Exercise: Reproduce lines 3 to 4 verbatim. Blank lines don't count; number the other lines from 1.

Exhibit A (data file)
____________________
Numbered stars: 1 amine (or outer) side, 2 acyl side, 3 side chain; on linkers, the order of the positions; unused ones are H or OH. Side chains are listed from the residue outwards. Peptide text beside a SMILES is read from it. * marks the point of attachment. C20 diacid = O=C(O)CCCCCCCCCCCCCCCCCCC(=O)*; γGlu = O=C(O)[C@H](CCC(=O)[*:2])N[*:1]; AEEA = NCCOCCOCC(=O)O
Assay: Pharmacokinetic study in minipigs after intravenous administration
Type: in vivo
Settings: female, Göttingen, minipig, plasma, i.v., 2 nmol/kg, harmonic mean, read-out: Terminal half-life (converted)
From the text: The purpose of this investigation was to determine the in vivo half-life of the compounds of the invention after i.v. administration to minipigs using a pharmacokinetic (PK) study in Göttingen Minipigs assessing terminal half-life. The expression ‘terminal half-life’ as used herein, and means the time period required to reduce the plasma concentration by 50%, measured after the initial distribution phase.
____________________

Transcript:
Type: in vivo
Settings: female, Göttingen, minipig, plasma, i.v., 2 nmol/kg, harmonic mean, read-out: Terminal half-life (converted)